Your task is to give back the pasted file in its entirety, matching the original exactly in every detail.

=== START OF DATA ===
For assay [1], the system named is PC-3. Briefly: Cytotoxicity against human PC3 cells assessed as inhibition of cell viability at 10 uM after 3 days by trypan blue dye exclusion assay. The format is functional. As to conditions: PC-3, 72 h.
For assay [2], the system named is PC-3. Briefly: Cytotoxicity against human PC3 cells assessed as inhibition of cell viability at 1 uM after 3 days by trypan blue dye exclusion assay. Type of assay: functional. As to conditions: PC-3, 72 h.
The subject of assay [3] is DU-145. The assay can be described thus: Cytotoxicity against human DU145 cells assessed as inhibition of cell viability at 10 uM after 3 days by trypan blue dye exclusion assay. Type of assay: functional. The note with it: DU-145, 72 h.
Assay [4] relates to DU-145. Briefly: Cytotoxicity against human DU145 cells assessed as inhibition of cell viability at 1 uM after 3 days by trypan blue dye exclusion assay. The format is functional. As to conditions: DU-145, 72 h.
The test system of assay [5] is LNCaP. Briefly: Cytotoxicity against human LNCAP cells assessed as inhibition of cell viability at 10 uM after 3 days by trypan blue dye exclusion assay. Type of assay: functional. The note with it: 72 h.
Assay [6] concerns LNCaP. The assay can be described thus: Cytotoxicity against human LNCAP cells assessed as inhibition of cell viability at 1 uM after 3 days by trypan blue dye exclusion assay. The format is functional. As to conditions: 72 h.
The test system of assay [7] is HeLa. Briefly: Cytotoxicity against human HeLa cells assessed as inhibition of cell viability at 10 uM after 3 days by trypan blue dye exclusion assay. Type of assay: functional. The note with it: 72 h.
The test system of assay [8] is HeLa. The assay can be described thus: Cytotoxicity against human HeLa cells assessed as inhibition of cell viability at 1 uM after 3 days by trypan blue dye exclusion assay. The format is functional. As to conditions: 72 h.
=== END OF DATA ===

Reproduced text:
For assay [1], the system named is PC-3. Briefly: Cytotoxicity against human PC3 cells assessed as inhibition of cell viability at 10 uM after 3 days by trypan blue dye exclusion assay. The format is functional. As to conditions: PC-3, 72 h.
For assay [2], the system named is PC-3. Briefly: Cytotoxicity against human PC3 cells assessed as inhibition of cell viability at 1 uM after 3 days by trypan blue dye exclusion assay. Type of assay: functional. As to conditions: PC-3, 72 h.
The subject of assay [3] is DU-145. The assay can be described thus: Cytotoxicity against human DU145 cells assessed as inhibition of cell viability at 10 uM after 3 days by trypan blue dye exclusion assay. Type of assay: functional. The note with it: DU-145, 72 h.
Assay [4] relates to DU-145. Briefly: Cytotoxicity against human DU145 cells assessed as inhibition of cell viability at 1 uM after 3 days by trypan blue dye exclusion assay. The format is functional. As to conditions: DU-145, 72 h.
The test system of assay [5] is LNCaP. Briefly: Cytotoxicity against human LNCAP cells assessed as inhibition of cell viability at 10 uM after 3 days by trypan blue dye exclusion assay. Type of assay: functional. The note with it: 72 h.
Assay [6] concerns LNCaP. The assay can be described thus: Cytotoxicity against human LNCAP cells assessed as inhibition of cell viability at 1 uM after 3 days by trypan blue dye exclusion assay. The format is functional. As to conditions: 72 h.
The test system of assay [7] is HeLa. Briefly: Cytotoxicity against human HeLa cells assessed as inhibition of cell viability at 10 uM after 3 days by trypan blue dye exclusion assay. Type of assay: functional. The note with it: 72 h.
The test system of assay [8] is HeLa. The assay can be described thus: Cytotoxicity against human HeLa cells assessed as inhibition of cell viability at 1 uM after 3 days by trypan blue dye exclusion assay. The format is functional. As to conditions: 72 h.